I've been following the pattern of thought you've be exhibiting this entire
thread, trying to understand why you believe in such a strange way. In all
cases it seems to stem from ignorance of the processes that bring about
your behavior, compounded with the belief that we lose something of value
if we discard the concept of free will.
First, I feel you are being willfully blind to the constraints your biology
puts on your supposedly "free" will. Daily, I stop doing the things I love
to do to pass fluids or the corpses of carbon based organisms through my
mouth. Later, defecate or micturate, further activities that honestly, I
would rather not do. At night, I sleep, though I would rather stay up
through the night. Though I am not enslaved in doing these things, I am
certainly not free in a metaphysical sense. This illusory free will you are
bound to is an artifact that emerges in a system that is complex enough to
reflect on what it does, yet cannot completely grasp the causes of that
which it does do. A system like this can trace some of the factors that
contribute to its actions, but not all of them, and those factors it cannot
picture seem to have no definite value, and therefore it thinks there is no
logical contradction in believing that it could have done y in the
situation in which it actually did action x.
Furthermore, a system that can draw a large number of distinctions about
the distribution of energy crossing its surface and respond in a large
variety of ways, and yet does not understand how these distinctions are
made, will, when asked how it determines an object is yellow, respond "i
don't know, it just looks yellow."
No matter how complex a system is, it can never be complex enough to
contain itself, and is therefore unable to perceive itself directly as a
deterministic process. Only in the special cases, where the major causes of
its action are made apparent, such as when someone holds a gun to its head,
will it realize that it is acting in compulsion and not freedom. In other
cases, when the desire to act comes about in a subtle fashion, the system
might say to itself, I did x because I wanted to do x, and I could have
wanted to do y. The system may be satisfied with such an explanation,
without probing into a complete physical description of what constitutes
wanting. Since the causal explanation is not easily available or
comprehensible (it arose out of the particular and peculiar interaction of
many subunits of the system in question), the system settles with the
explanation that it acted freely and could have done otherwise. This is how
an eight cylinder engine mistakes itself for something which is the
specific opposite of engines.
You can deny that you are such a system, but I don't think you could deny
these things are true of a complex deterministic system.
Lastly, it is trivial to build a deterministic system that desires in a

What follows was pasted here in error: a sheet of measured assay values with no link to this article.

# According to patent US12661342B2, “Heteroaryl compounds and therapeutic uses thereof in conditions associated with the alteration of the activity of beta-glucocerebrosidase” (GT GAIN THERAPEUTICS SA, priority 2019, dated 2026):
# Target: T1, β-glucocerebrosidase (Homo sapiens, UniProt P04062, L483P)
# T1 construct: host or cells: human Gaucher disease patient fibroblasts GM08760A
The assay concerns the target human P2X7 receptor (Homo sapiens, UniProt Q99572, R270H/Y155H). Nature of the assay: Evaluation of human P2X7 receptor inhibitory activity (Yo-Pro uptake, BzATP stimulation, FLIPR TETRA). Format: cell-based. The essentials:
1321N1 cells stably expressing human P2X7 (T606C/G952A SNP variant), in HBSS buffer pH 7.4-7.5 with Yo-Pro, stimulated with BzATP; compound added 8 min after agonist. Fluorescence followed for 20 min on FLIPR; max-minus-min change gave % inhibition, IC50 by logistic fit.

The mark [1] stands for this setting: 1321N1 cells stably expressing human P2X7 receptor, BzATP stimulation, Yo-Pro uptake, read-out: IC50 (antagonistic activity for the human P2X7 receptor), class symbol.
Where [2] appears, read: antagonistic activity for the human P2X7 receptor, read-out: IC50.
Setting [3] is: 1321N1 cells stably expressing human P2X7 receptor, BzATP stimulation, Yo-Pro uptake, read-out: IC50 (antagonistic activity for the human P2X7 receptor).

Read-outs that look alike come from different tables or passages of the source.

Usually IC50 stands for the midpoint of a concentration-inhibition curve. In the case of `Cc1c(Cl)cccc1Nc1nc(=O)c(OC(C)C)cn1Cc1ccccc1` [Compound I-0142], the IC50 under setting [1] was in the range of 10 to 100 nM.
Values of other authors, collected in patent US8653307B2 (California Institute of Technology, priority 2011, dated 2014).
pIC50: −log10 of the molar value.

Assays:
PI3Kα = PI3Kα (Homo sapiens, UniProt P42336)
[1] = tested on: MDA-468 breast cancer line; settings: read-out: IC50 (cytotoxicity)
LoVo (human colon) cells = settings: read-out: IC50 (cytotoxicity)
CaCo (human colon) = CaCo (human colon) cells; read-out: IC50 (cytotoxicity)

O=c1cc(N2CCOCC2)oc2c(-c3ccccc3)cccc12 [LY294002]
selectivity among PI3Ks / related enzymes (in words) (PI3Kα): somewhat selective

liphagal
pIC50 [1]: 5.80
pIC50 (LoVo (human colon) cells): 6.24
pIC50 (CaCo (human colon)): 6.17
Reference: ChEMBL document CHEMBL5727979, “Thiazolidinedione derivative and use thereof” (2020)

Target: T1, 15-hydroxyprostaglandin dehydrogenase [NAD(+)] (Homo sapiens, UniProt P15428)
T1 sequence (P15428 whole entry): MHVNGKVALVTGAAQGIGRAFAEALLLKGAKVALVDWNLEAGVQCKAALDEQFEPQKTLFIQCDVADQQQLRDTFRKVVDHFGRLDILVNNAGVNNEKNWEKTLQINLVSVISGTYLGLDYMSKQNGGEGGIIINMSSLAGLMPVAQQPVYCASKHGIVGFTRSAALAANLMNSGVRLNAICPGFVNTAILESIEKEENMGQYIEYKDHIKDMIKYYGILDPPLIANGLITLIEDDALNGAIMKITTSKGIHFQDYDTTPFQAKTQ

prototypical form. All you need is a system that exhibits operant learning.
1) Wire some sensors to trigger effectors. 2) In the event that the
effectors bring about certain event (they might bathe the sensors in a
certain chemical), strengthen the ability of sensors that were active
directly before the event (that activated the effectors) to trigger the
effectors they are wired to. 3) In the event that the chemical bath is
removed, weaken the strength of sensors that were active right before the
removal of the chemical. The system will begin to "want" to do things that
increase the concentration of the chemical and dislike doing things that
lower it. If the concentration exhibits noisy behavior (is not solely a
function of the effectors of the system in question), then the system will
even develop novel, unpredictable behavior.
Desire and qualia pose no real problem for determinism.
On Monday, September 2, 2013 5:15:47 PM UTC-5, chris peck wrote:
> Hi Brent
> I think the researchers would agree. Its definately present stimuli they
> have in mind.
> All the best
> --- Original Message ---
> Sent: 3 September 2013 4:11 AM
> Subject: Re: Determinism - Tricks of the Trade
> On 9/2/2013 7:34 AM, chris peck wrote:
> The study you're citing firstly claims the 60% of the variance they
> uncovered is explained by 'spontaneous' brain activity not 60% of all brain
> activity. More importantly, by spontaneous they just mean brain activity
> that has not been triggered by external stimuli:
> And how could they possibly know whether some brain event was triggered by
> a stored perception of you grandmother when you were five? All they can
> say is it wasn't triggered by a *present* external stimuli.
> You received this message because you are subscribed to the Google Groups
> "Everything List" group.
> To unsubscribe from this group and stop receiving emails from it, send an
> Visit this group at http://groups.google.com/group/everything-list.
> For more options, visit https://groups.google.com/groups/opt_out.
You received this message because you are subscribed to the Google Groups
"Everything List" group.
To unsubscribe from this group and stop receiving emails from it, send an email
To post to this group, send email to firstname.lastname@example.org.
Visit this group at http://groups.google.com/group/everything-list.
For more options, visit https://groups.google.com/groups/opt_out.